Think about this for a moment. We sometimes may do things which seem to be spiritual but which in reality are counter-productive. The church disciplined this man, thinking that in so doing they were protecting the purity of the church. But they went too far by refusing to receive him back into fellowship, and they were actually endangering the church and this man. Going too far with a good thing can be bad. We see this also in 1 Corinthians 7, where Paul speaks to a husband and wife who decide to refrain from sexual relations. This may be beneficial for a short time, Paul tells us, such as when a couple sexually “fasts” in order to devote themselves to prayer (see 1 Corinthians 7:1-5). But sexual abstinence should not be maintained for too long a period of time, lest “Satan tempt them for their lack of self-control” (verse 5). Church discipline is necessary for so long a time as the sinning saint persists in rebellion against God, but once repentance has taken place, restoration should quickly follow. Failing to exercise discipline is dangerous to the whole church (1 Corinthians 5:6); to fail to remove discipline is also dangerous to the whole church (2 Corinthians 2:5-11).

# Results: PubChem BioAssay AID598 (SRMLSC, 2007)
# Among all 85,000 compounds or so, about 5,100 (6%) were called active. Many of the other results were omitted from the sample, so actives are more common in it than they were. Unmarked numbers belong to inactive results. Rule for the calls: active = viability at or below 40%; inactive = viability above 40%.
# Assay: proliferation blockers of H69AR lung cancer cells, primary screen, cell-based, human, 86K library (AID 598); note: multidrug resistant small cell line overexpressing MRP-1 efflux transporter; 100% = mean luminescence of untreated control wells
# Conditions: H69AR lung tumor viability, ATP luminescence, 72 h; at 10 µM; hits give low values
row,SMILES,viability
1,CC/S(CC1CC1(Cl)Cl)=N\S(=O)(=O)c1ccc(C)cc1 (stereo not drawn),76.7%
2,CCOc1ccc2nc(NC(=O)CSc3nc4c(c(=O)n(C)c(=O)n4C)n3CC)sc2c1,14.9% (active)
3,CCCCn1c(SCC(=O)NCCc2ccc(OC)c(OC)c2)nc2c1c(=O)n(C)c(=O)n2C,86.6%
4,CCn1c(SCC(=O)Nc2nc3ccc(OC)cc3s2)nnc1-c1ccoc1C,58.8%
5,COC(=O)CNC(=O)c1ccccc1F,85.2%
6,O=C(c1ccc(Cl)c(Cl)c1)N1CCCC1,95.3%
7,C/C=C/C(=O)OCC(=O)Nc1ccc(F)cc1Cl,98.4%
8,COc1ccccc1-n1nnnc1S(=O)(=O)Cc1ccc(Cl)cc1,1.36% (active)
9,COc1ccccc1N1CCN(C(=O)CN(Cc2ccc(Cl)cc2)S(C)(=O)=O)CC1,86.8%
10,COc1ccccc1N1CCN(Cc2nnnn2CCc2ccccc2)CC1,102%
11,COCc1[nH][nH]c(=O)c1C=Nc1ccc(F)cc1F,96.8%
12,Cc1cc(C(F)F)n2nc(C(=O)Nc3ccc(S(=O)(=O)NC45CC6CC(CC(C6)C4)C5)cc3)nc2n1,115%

While we have considered a number of principles and their applications in this lesson, two final areas of application are critical to our understanding. First, notice that while Paul is absent from the Corinthians, he is deeply aware of the presence of God in his life and ministry. Paul practices the presence of God:
10 But whom you forgive anything, I forgive also; for indeed what I have forgiven, if I have forgiven anything, I did it for your sakes in the presence of Christ (2 Corinthians 2:10, emphasis mine).